Forget New Year’s Resolutions

It is not just the end of the year; it is the end of a decade. And not just any decade – the end of the “aughts “ – the first decade of the new millennium. And so what? On one hand, time is a made up concept. On the other hand, it helps us to keep life from going by in a big blur. It helps us to mark special occasions. And the observance of the New Year, in this case, the new decade, helps us to stop for a moment, take stock and re-new our commitments to what we say is most important to us. So, yes, it is time once again for the dreaded New Year’s Resolutions. Except, I hate New Year’s Resolutions. They don’t work and we end up failing to reach all of our freshly minted goals (not to mention the old and stale ones) and feeling even worse than before. But there is a strong impulse to do something, make a change, use the ‘new year’ energy to jump start us toward a fresh start. OK. Fine. Far be it for me to stand in the way of the new you. Just please, forget resolutions. If you really have to do something, try just one doing one thing. One. Single. Thing. Here’s how it works:

1. Think about all of the things you want to be different in your life i.e.: I want a cleaner house, I want to be thinner, I want to take more pleasure in my children, I want to be a better friend.. Then

2. Make a list of all of the things that you could START doing that would make a big difference in your quality of life – make sure each thing is a specific action that can be measured i.e.: go to gym 3x a week, vs. get in shape.

3. Make a list of all of the things that you could STOP doing that would make a big difference in your quality of life – remember this is one thing, so if you want to cut down your smoking, you might stop smoking in your car vs. stop smoking completely.

4. Choose one item from the lists (not one thing from each list, I mean one thing from either list) that feels do-able right now. Make sure it really feels like something you can do. Something you actually really want to do. Something you can see yourself doing.

5. Then, do one thing. Starting now.

I do this every year, and now it is just fun. The last ten years:

• I started to remove all garbage, and anything that doesn’t need to stay in the car from my car every day when I get home from work. I make the kids take their garbage when they get out of the car, because I have gotten so used to having a nice clean car. I started this one a few years ago and it has vastly increased my quality of life.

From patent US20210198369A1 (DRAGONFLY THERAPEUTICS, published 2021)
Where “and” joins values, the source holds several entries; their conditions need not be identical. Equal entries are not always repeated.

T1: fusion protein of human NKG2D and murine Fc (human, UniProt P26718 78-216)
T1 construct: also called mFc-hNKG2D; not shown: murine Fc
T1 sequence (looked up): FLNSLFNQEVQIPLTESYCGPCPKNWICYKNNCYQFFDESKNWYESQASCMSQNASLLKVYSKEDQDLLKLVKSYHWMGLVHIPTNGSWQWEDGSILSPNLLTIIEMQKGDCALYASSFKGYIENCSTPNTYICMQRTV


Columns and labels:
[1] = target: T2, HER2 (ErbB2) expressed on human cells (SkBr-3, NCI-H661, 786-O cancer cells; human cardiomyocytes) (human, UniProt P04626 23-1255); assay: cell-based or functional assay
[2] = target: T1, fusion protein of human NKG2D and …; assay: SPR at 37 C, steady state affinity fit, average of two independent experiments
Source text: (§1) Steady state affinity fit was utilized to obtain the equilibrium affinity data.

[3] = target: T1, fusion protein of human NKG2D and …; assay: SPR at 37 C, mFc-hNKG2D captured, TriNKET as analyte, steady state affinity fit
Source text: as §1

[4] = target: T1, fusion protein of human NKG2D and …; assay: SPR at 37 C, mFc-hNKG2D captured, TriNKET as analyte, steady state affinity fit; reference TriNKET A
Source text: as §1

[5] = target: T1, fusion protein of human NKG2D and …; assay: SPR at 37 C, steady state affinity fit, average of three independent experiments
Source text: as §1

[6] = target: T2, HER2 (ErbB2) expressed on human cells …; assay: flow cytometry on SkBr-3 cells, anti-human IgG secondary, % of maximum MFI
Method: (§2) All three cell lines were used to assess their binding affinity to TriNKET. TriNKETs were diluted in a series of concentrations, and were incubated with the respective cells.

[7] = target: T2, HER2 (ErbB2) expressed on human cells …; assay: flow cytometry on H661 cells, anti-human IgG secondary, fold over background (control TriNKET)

• I started making fresh vegetable juice every morning for my husband and myself. My sister got me on this kick , and this was tough one to implement, but it feels great to know that we are getting our kale everyday!

• I stopped ordering desert. I don’t care for most deserts, so it wasn’t that hard. I can have a bite if someone else orders something appealing.

• I stopped drinking diet soda.

• I stopped accepting the little bowls of hot nuts they offer you on American Airlines business class. Yes, 2004 was just hard enough that this was about all I could muster. But, hey, that’s probably 30 or 40 bowls of fat pills I have not eaten.

• One year I wrote a thank you note everyday for 4 months – it really developed my gratitude muscle.

• I stopped standing in line (now the only lines I stand in are travel related, I have found workarounds for just about every other kind of line).

• I started ordering (good) champagne whenever I felt like it. I have been doing this for 10 years. Lucky me.

It adds up – it really does. This year, the one tiny thing I am going to start doing is to spend 10 minutes every Sunday night to look at the gym and yoga studio schedule and put 5 classes on the calendar for the week. I already go to the gym a fair amount, but I found that I tend to do what my calendar tells me. So don’t think about losing weight. Forget your radical new exercise program. Pick one thing. One tiny thing you can either stop or start that will make an appreciable difference in the pleasure and joy you take in life. You may even find yourself looking forward to New Years! Have a wonderful decade!

2 thoughts on “Forget New Year’s Resolutions

  1. A great article.

    Simple easy changes are the ones that stick.

    Another key piece is the support structure and reward structure that people should also think about when creating change.

    One thing I find is that some people I have coached start to save up ideas for resolutions in November and December. Why do this. As soon as you want to change something start doing it.

  2. Thanks for including your round up of ten years, Madeleine. What a wonderful transformation from “one thing!” Really moved by the thank you notes each day.

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